Actor Max von Sydow (see-dow), whose career stretched across seven decades, died 4 weeks ago at age 90. Today, April 12th, is his birthday. The imposing Swedish star played the title character in The Exorcist and created iconic characters in both classic art cinema and Hollywood fantasy blockbusters.
In his 20s, von Sydow played chess with Death. Director Ingmar Bergman had cast the then-unknown actor as a medieval knight in The Seventh Seal, launching his career. He seemingly could make any character believable. In the epic The Greatest Story Ever Told, he played Jesus. He appeared as Sigmund Freud in an episode of The Young Indiana Jones Chronicles. His craggy face and steely gaze made him much in demand as a bad guy, playing Ming the Merciless in Flash Gordon, Blofeld in Never Say Never Again, and the villain in Steven Spielberg’s Minority Report.
He invariably made his onscreen minutes count, whether as Lor San Tekka in Star Wars: The Force Awakens or as the Three-Eyed Raven to guide young Bran Stark in Game of Thrones. He played the King in Conan the Barbarian, The Imperial Geologist in Dune, Chief Justice Fargo in Judge Dredd, elevating entire movies with his magical and riveting performances.
He would show up in surprising roles, like in Solomon Kane, Shutter Island, Robin Hood, or Ghostbusters II. Always a pleasure when Max appeared and gave the story gravitas and excitement.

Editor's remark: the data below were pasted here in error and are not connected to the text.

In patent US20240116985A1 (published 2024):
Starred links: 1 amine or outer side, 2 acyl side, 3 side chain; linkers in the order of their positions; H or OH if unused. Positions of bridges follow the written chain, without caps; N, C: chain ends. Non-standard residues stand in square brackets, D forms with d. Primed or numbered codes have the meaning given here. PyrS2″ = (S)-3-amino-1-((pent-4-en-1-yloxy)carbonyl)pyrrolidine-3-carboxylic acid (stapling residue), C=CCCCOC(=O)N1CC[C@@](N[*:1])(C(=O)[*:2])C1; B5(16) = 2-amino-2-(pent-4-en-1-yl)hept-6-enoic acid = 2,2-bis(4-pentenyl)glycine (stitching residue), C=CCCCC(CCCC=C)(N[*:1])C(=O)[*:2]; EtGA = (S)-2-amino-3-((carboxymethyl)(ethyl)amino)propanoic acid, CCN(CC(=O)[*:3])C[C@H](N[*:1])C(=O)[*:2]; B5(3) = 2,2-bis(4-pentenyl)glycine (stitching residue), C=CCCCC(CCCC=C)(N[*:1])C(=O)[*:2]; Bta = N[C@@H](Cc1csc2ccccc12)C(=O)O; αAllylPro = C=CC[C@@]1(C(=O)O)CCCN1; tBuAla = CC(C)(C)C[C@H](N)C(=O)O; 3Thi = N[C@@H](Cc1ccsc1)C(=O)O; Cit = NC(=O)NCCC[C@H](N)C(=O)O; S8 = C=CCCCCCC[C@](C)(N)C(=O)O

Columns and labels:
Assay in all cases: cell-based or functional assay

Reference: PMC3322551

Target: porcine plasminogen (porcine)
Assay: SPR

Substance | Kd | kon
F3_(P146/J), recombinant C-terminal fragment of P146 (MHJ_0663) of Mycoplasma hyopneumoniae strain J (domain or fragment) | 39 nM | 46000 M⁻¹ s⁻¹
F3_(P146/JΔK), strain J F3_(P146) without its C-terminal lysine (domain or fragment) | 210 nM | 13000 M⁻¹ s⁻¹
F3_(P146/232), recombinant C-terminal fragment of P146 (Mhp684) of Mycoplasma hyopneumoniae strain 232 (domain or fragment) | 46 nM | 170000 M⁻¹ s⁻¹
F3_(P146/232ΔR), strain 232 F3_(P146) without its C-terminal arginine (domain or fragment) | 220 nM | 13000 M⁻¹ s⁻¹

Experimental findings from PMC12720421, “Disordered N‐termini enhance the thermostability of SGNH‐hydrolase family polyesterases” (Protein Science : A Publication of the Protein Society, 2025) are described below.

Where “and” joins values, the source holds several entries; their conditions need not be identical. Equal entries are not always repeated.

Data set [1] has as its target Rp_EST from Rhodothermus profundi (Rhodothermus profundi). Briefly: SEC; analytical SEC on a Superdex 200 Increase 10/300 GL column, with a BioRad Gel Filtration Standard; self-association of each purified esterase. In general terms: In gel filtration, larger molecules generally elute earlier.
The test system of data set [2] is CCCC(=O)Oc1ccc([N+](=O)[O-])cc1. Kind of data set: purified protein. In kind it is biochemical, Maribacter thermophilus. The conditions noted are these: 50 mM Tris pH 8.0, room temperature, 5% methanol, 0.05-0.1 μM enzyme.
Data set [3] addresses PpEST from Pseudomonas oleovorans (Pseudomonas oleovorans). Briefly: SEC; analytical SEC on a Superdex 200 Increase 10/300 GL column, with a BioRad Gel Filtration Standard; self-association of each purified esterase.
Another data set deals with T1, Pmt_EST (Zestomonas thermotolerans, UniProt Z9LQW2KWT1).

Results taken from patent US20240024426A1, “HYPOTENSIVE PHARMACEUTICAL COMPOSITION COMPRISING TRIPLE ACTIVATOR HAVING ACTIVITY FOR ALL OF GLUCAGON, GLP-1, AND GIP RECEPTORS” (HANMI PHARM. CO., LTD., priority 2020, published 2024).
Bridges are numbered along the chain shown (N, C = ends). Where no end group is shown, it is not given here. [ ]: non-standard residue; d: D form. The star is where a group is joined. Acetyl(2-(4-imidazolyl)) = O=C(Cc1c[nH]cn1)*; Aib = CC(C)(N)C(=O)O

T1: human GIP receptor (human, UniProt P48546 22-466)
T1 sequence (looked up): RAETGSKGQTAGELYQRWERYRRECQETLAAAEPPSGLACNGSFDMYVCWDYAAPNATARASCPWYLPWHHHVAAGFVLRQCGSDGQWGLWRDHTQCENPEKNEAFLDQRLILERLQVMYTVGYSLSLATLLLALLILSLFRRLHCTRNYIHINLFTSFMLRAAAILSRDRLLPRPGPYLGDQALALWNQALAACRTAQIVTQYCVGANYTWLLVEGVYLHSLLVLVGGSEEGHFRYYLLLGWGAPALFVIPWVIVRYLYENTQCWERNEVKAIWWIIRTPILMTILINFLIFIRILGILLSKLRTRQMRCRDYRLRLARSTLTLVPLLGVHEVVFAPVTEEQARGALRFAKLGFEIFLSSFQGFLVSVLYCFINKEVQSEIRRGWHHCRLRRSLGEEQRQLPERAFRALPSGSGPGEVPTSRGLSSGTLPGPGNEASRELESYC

Von Sydow was fluent in Swedish, Danish, English, Italian and French and he acted in all those languages. He had also worked in voice acting, lending his voice to video games such as The Elder Scrolls V: Skyrim and Ghostbusters 2, and the TV series The Simpsons.
Edgar Wright led the tributes on Twitter, writing: “Max Von Sydow, such an iconic presence in cinema for seven decades, it seemed like he’d always be with us… A god.”
David Raiklen wrote, directed and scored his first film at age 9. He began studying keyboard and composing at age 5. He attended, then taught at UCLA, USC and CalArts. Among his teachers are John Williams and Mel Powel.
He has worked for Fox, Disney and Sprint. David has received numerous awards for his work, including the 2004 American Music Center Award. Dr. Raiklen has composed music and sound design for theater (Death and the Maiden), dance (Russian Ballet), television (Sing Me a Story), cell phone (Spacey Movie), museums (Museum of Tolerance), concert (Violin Sonata ), and film (Appalachian Trail).
His compositions have been performed at the Hollywood Bowl and the first Disney Hall. David Raiken is also host of a successful radio program, Classical Fan Club.